Chris turned the knob and entered. “Sergeant Mason reporting for duty, sir.”

Kazsinski snickered. He looked like a caricature of a bodybuilder, with an oversized chest stuffed into a too-tight uniform shirt, tucked into a pair of creased trousers over thin chicken legs. His blonde spiked hair looked frozen in plastic, and his abnormal jaw muscles bulged. He probably does reps clenching his teeth with all his “bros” just for that effect.

The Captain seemed the opposite of everything Kazsinski represented, with thinning grey hair, some chubbiness under his chin, and a decent beer-belly stretching his waistband.

“Have a seat, son, and relax. Meet your new partner, he’s gonna show you the ropes.”

Kazsinski huffed and spun toward the door. “I got tickets to file. See you tomorrow morning, six forty-five, ready to ride, scrublet.” He stormed out and let the door slam behind him.



Chris Washington rubbed his palms together, trying in vain to get the dry-erase marker powder and chalk out of his skin. Backpack slung over one shoulder, earbuds buzzing with distorted bass, he walked out of the school and checked the time on his cracked phone screen.

The display read quarter past four. René is gonna walk home on her own any minute now, and I’m gonna catch it from Mom. Better to take the beating now than to wait for later.

He paused the music and dialed his mother’s number. Before he hit call, strong hands grabbed his shoulders. Chris jumped and spun with a yelp.

Jamal laughed. “Yo man, I knew you’d punk out.”

Chris bristled and kept walking. “Screw you, man, I wasn’t gonna get busted for cuttin’ class to hang with the Kings. My mom would kill me.”

“How long you gonna be a Momma’s boy, dog? Carryin’ all your books home, doin’ homework on lunch break.” Jamal pointed back at the school. “Man, just ’cause your mom work at Pulaski don’t mean all this gonna do you any good.”

“Education will do me good,” Chris countered. “It’ll get me the hell out of the Twenties.”

“Yeah, whateva. Keep talkin’ white if that works for you.” Jamal put his hands in his pockets and followed Chris for a moment, then spoke with a warmer tone. “You know what does me good? My buddies Ben and Grant.” He flashed two large bills. “Not bad for an afternoon. How much cash you make today, cleanin’ the classroom boards?”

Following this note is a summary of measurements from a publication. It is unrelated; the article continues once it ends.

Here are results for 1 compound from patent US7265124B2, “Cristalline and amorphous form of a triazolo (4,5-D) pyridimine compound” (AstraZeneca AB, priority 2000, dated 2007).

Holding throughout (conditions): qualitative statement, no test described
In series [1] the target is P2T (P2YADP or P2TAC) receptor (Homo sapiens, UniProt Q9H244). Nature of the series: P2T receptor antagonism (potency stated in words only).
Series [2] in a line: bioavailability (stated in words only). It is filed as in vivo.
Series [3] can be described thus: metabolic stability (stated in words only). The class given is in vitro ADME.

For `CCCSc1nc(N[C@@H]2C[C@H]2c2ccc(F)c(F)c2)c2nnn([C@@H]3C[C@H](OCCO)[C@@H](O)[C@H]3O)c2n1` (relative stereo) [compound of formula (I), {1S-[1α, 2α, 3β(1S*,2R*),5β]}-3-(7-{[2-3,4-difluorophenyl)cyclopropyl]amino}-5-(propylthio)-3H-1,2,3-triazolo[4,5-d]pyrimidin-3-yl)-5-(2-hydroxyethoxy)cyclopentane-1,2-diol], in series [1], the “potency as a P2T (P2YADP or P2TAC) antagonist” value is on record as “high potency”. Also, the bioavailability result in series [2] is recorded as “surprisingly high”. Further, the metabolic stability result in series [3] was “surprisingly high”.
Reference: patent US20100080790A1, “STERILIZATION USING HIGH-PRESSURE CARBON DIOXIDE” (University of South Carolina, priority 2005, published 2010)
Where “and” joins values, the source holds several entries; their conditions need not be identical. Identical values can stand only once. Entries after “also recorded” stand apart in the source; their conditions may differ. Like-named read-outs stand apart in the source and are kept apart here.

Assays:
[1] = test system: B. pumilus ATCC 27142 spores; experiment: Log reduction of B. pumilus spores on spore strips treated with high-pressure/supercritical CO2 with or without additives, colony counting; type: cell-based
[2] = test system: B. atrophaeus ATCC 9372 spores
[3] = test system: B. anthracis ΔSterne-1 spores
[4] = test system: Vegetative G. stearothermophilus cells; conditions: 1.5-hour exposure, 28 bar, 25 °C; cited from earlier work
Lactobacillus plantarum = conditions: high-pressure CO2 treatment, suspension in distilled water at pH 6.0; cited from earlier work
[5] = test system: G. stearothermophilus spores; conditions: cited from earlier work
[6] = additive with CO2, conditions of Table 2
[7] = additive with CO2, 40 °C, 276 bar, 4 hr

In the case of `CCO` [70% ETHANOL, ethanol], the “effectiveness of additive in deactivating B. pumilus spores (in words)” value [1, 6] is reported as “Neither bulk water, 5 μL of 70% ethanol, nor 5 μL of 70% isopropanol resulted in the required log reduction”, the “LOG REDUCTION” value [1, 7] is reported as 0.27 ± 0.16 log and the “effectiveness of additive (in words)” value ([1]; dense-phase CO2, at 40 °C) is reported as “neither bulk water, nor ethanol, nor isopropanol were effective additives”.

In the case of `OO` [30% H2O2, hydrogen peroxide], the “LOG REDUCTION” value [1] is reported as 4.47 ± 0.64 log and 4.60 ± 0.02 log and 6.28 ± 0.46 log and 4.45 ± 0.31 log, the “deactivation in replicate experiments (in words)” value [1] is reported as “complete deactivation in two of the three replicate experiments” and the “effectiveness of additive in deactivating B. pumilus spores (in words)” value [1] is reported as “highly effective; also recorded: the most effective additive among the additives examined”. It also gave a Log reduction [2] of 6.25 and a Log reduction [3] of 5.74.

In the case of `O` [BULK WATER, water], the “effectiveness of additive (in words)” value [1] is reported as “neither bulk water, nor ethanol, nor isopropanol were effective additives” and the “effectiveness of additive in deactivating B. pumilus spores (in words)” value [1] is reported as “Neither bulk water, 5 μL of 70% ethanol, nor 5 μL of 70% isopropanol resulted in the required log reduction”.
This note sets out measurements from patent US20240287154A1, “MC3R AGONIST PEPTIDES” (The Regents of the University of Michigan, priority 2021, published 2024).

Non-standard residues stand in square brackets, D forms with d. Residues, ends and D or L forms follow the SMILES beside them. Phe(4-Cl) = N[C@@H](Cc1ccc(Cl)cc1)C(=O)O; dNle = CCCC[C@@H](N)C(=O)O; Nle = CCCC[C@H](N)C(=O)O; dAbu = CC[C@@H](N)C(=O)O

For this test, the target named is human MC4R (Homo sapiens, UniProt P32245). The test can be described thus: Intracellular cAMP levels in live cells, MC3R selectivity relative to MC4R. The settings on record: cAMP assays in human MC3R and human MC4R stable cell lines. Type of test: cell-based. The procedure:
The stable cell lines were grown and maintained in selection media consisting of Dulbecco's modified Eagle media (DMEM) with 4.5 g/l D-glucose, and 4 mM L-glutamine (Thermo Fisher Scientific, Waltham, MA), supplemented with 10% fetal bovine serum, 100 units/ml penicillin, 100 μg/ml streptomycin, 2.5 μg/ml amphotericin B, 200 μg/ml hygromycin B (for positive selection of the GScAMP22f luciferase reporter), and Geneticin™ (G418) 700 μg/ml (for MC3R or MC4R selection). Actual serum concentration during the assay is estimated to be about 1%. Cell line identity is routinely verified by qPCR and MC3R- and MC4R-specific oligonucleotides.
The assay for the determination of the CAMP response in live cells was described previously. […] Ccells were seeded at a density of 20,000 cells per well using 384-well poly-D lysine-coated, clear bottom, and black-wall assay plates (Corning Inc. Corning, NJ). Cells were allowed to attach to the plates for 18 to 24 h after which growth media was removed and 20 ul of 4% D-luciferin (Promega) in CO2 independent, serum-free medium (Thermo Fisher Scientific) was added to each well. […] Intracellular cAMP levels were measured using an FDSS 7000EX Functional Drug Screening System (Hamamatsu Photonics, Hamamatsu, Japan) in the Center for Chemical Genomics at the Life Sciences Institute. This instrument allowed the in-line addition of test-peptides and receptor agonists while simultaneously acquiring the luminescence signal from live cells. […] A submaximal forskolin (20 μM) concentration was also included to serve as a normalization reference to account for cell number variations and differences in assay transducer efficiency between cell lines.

“Jax gave me detention instead of tellin’ my mom what he almost caught me doin’. You should be glad I didn’t turn you in too.”

“Nobody like a squealer, Chris. Don’t even think about it. The Kings be on you in no time. Besides—” He clapped Chris on the back. “I put in a good word for you.”

“Say what?”

“Please. They saw you choke. They ain’t gonna give you product to push. But I told ’em to give you another chance. Maybe when the heat dies down an’ Jax has other kids to worry about, you can come with me. I’ll hook you up.”

Chris ignored the queasy feeling building up. “Hang on man, I gotta call my mom to pick up René.” He dialed and held the phone up before Jamal could object.

“Hey Mom. Yeah. Yes, ma’am. I’m on my way home now.”

Jamal cracked an imaginary whip. Chris glared at him then turned away. “I got held after class to work for Jax—sorry. Mister Jackson. No, ma’am, I didn’t. I’m with Jamal, we’re headed home. No, really.” Jamal gave Chris a mischievous smirk.

“He’s not like that, Mom. Yes ma’am… Uh, can you pick up René? She always leaves if I’m later than four thirty. Thanks, Mom. Bye.”

Jamal cracked up when Chris lowered the phone. “Yes ma’am, no ma’am, whatever you say, ma’am.”

“You met my mother, bruh?” Chris slapped the back of Jamal’s head. “Talk about punkin’ out. I bet you say ‘yes ma’am’ real quick if you come by our place. Or she put you in your place.”

Jamal chuckled, but nodded. “Yeah, true dat.”



Sergeant Mason’s head swam with information from briefings. Equipment hung in his locker, an issued weapon sat on an armory shelf, and a file folder stuffed with signed documents joined the others in the records room. The afternoon whirlwind of activity drew to a close. But now he was ready for duty.

Chris noted the long shadows and amber sunset hues in the windows of the ops floor. He checked his watch and gathered his things.

His cell buzzed and a text message from Laura flashed on the screen. “I’m in the parking lot. The Bee is with me. How was first day?”

With a smile and a joyful step, Chris made for the exit to see his wife and daughter.

“Mason!” The captain’s voice rang in the hallway to his office. “Got a sec?”

Of course I do. Even if I don’t. Chris walked with a brisk clip, fired off a text to let Laura know he needed a few minutes, and entered the open office without knocking.

The captain grunted a greeting without looking up from his computer screen, fingers tapping keys. “I know you’re on your way home, Mason, but there’s something you should know. Close the door, son.”

Chris did so, then stood at parade rest. “What’s wrong, sir?”

Captain McCullough paused his work and looked up to meet Chris’s gaze. “The stuff I told you about Kaz? Forget all that. He gets to babysit rookies—sorry for the term, but that’s what it is—because he’s hopeless. None of the vets will work with him. He’s certainly not the best I got. But he’s the open patrol slot where I could put your name.”

“Okay, Captain, understood.”

“I’ve got some special training lined up for next week that might help him sort himself out. Might help get you on the right path from the start, too. But listen, a new guy like you can still learn some things from him. Kaz knows the precinct well, and can teach you what to look for. He does a decent job while he pisses everyone else off, so figure out the stuff he does right, and throw away whatever else he tells you. Got it?”